The week saw Brent Crude prices hitting their lowest levels in the past 11 years. The benchmark for other grades of oils, Brent price levels dropping is a sign of rough weather ahead for the industry.
Prices drop below 2008 levels
The price of Brent Crude tanked to hit USD 36.05 per barrel. It is the lowest it has fallen since July 2004 the earlier weakest price for the oil. At current prices, marginally up to USD 36.56, the crude is already lower than recession levels in 2008. It is stark when considered against the lofty levels of USD 115 per barrel that was the going price just a year and a half ago in June 2014. US crude levels also took a beating falling to USD 34.17 a barrel. This is lowest levels US crude has hit since 2009.
Climate change impacts demand from European markets
With much of Brent Crude, produced in the North Sea, dependent on the European market for its sales, a warmer planet doesn’t bode well. Erratic climate conditions this year have meant Europe experienced warmer than usual weather for this time of year, with mercury levels higher than normal as late as November and early December. This decline in demand for Brent Crude stems from the fact that much of it is used a heating oil.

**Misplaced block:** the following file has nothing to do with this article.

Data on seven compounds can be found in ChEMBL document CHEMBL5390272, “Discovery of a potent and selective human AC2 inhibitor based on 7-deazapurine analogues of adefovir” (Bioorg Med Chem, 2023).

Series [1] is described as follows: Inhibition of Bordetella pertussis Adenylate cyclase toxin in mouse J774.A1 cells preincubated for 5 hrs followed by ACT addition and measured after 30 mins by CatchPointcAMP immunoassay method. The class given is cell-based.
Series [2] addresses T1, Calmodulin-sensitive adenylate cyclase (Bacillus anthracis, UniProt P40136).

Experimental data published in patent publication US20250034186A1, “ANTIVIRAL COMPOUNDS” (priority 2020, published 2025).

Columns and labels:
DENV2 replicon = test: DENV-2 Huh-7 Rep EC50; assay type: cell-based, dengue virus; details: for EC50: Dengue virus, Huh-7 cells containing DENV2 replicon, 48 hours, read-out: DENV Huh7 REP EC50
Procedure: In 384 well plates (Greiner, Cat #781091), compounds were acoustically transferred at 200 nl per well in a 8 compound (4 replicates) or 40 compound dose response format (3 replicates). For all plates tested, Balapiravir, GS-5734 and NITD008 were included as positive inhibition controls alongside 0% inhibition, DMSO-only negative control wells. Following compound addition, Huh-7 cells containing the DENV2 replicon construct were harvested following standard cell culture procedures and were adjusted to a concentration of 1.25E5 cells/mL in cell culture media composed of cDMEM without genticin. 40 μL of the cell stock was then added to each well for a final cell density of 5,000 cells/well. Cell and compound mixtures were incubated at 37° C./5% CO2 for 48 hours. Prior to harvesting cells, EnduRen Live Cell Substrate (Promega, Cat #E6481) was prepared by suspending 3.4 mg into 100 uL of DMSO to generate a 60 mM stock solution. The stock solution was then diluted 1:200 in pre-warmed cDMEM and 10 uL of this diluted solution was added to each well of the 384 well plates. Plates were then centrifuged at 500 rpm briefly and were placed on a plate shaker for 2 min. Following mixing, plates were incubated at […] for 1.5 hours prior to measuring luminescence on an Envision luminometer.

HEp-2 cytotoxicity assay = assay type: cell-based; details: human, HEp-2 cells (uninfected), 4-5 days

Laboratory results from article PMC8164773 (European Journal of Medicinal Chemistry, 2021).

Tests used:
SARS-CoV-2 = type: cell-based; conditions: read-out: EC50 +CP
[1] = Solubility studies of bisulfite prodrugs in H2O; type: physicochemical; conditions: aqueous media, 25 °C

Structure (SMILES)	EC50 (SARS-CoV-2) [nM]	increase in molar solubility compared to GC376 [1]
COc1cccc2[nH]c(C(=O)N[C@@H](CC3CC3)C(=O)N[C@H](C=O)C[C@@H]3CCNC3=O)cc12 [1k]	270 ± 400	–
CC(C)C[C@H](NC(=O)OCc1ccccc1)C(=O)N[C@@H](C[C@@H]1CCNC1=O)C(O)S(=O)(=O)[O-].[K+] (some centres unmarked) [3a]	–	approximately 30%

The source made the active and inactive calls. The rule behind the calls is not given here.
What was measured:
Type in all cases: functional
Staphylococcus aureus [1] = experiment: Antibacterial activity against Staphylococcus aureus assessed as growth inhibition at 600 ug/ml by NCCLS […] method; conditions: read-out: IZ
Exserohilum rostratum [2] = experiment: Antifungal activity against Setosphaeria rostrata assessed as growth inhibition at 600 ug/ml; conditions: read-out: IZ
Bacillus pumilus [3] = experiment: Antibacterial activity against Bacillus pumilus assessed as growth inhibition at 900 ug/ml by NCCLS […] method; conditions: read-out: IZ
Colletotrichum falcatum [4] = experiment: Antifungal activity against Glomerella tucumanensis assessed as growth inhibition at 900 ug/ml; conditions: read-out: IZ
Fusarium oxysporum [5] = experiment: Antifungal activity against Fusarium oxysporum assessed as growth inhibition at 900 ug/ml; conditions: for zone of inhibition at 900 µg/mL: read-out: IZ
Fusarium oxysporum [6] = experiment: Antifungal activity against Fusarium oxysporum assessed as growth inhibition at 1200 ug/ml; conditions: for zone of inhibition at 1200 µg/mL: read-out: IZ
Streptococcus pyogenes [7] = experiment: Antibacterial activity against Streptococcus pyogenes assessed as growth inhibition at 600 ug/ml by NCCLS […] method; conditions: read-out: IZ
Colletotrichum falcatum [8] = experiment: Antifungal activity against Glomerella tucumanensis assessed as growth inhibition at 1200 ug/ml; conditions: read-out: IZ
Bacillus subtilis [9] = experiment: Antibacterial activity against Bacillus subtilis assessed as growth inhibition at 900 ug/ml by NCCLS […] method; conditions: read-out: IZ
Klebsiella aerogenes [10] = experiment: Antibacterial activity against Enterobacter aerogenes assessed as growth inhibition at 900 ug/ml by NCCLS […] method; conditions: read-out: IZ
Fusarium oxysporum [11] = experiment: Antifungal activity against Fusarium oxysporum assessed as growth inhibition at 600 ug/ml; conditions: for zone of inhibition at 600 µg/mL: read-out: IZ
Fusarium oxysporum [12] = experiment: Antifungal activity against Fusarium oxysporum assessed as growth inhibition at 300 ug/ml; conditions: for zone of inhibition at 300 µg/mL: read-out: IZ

Global oversupply doesn’t show signs of abating
Global oil manufacturers have not been able to address the issue of oversupply. This surplus has meant that prices are being driven down further, contributing to the lows Brent Crude experienced in the past few days. The US and Russian oil industries continue to flood the market, OPEC member nations continue to maintain production levels of 30 million barrels every day and Iran is set to join the fray in 2016 as a result of sanctions being lifted.
Consumers benefit as oil dependent nations, oil firms squeezed
Saudi Arabia continues to steadfastly hold on to old policies of higher production in the face of low price - a move that is harming poorer members of the OPEC. Challenged oil dependent economies are being forced to offload assets, issue debt and devalue their currencies.
The consumer for now, is benefiting from lower prices, even as oil firms are seeing their profits under pressure. Oil producing nations have, in the meantime, cut their spending to counter the impact of the lower revenues.
Some suggest that mergers are likely to be one route firms take to tide this crisis. With things as they stand today, there isn’t much to suggest prices will take a turn north, unless something is done to address the issue. Whether this will take the form of mergers, new global agreements on oil production levels, or alternative arrangements, what is fast becoming evident is that change is on the anvil for the industry.